He knew that such a closure would be a crushing defeat. Instead of retreating to regroup, he rushed forward. He managed to break the morbidity graph at the time of the injuries, on the buzzer. Therefore, there was now no reason for this spoilage with the unnecessary conflict with the professional echelon of the Ministry of Health.
I estimate that from his analysis, the prime minister knows he has already won. The fourth wave is halted, the numbers are going down and will continue to go down as the booster operation progresses. He is now arguing over credit. In his view, the more he sharpens the confrontation with the elusive prices, the greater the reward he will reap when the day comes. The more he sharpens the difference between the alarmism of the professionals and his vision and entrepreneurship, the more his achievement will be leveraged into political capital. And there is nothing that Bennett needs more now, than political capital. Like really breathable air.
So this is, no. He is wrong. This concept is the essence of bibism. There is no need to quarrel over credits. The credits go to whoever comes, and even without the recent confrontation Bennett would have gotten his points because the public is not dumb. Bennett knows he is supposed to be Netanyahu’s negative. That is, the positive. That is, the man who leads in cooperation, in paragon, in embrace. He’s supposed to be a generous winner.
Professionals, almost always, warn and alert and sometimes even amplify the threats. So in confidence, so in health, so in every field. Bennett would have been hired if he had hugged the ill-fated Prussians. It could have been Priceless.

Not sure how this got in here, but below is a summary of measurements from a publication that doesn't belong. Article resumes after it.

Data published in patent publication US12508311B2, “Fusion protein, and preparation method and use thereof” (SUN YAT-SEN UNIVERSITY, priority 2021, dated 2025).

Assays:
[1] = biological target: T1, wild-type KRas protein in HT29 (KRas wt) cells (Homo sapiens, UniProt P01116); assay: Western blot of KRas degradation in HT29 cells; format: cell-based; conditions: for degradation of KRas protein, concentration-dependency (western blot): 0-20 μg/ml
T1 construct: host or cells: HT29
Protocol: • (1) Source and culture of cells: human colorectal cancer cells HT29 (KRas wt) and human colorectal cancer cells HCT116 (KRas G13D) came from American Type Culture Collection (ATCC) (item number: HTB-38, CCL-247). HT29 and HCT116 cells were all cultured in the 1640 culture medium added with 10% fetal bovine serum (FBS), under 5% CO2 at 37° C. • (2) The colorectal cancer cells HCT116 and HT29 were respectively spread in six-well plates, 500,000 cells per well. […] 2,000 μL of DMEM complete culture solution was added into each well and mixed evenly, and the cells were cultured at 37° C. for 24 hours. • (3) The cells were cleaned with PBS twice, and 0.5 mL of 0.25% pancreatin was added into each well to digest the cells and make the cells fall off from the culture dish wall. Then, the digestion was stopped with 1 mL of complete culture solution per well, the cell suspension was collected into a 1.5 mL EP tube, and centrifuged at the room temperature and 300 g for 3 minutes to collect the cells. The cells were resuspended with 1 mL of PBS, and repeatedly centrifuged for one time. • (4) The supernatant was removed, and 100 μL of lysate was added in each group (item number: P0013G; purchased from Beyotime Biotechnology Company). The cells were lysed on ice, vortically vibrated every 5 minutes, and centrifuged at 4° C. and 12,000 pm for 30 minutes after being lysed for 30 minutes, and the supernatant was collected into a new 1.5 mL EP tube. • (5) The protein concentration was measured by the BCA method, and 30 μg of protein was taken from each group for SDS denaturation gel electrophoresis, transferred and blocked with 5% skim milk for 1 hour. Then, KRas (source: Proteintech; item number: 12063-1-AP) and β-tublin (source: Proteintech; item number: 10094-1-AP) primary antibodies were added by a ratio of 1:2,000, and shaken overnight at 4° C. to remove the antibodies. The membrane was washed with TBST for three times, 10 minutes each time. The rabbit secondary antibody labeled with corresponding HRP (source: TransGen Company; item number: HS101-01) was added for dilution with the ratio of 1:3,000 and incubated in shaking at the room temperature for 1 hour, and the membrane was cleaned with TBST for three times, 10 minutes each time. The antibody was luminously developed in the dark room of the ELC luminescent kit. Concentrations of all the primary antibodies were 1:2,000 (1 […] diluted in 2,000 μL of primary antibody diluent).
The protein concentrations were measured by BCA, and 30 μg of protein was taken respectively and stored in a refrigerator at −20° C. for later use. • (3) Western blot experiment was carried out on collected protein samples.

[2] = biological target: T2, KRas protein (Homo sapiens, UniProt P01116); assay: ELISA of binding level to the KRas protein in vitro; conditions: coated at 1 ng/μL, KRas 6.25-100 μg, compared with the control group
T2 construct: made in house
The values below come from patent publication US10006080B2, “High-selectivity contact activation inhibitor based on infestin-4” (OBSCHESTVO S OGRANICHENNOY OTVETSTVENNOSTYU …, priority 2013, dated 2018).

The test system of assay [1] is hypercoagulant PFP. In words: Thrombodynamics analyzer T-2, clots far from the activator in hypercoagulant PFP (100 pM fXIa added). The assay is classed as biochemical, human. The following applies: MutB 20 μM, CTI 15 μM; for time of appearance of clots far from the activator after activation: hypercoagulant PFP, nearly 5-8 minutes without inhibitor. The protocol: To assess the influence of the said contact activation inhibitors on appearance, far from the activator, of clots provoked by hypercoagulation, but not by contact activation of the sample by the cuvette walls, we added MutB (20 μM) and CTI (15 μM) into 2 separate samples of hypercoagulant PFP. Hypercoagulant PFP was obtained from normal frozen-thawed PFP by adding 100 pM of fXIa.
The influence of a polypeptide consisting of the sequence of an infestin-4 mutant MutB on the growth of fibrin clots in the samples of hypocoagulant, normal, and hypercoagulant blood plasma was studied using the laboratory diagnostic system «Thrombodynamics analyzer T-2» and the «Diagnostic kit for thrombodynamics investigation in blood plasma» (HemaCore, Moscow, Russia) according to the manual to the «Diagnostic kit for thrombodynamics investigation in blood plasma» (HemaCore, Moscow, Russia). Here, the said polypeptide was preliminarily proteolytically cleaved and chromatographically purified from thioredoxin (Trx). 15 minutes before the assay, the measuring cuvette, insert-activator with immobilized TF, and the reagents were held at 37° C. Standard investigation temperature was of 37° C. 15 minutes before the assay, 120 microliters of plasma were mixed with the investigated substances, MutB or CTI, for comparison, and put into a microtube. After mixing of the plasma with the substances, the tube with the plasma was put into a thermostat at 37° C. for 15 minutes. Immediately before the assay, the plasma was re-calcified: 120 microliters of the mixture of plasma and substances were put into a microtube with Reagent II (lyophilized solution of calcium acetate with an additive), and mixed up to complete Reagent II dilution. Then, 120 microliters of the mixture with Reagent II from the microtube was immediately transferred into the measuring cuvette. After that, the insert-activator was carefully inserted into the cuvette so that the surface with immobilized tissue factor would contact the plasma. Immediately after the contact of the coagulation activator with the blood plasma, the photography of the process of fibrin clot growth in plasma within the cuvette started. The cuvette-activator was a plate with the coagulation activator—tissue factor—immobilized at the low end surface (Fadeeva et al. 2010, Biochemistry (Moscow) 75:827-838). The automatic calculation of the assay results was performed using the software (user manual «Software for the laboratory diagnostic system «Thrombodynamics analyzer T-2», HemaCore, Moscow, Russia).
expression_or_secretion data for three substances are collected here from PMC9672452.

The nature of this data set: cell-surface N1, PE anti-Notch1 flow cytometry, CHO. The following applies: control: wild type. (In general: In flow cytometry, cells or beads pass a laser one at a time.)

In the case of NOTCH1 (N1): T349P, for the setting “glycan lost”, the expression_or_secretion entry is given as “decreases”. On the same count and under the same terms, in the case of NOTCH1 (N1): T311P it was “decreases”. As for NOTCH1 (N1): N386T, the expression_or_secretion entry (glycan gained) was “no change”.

Imagine he would say “Friends, I hear you, I listen to you, you are dedicated and professional, and I take my hat off to you. I have no clue about you. You have to present the risks and chances, but I have to make the decision, and I add the “The parameters that you do not know and accept it. In the hands of the authority, in the hands of the responsibility as well, I thank you for everything, No Hard Peelings, thank you.”
who does not. This is neither the first nor the last mistake the prime minister has made and will make sitting on the most challenging chair in the world. At the time this column was written, Bennett was trying to resolve the crisis in a joint sitting and joint announcement with senior Ministry of Health and Minister Nitzan Horowitz. Next. In the list of Bennett’s shortcomings is also that matter of short thread, and it is to be hoped that he will recognize this point and act to correct it as soon as possible.
When you are prime minister, you do not have the privilege of a short fuse, because your fuse is connected to a thunderbolt that can ignite the entire Middle East. You need to be considerate and reasoned and surrounded by experienced people some of whom can look straight at you and tell you you are wrong.
Ben Caspit’s full column – in Maariv this weekend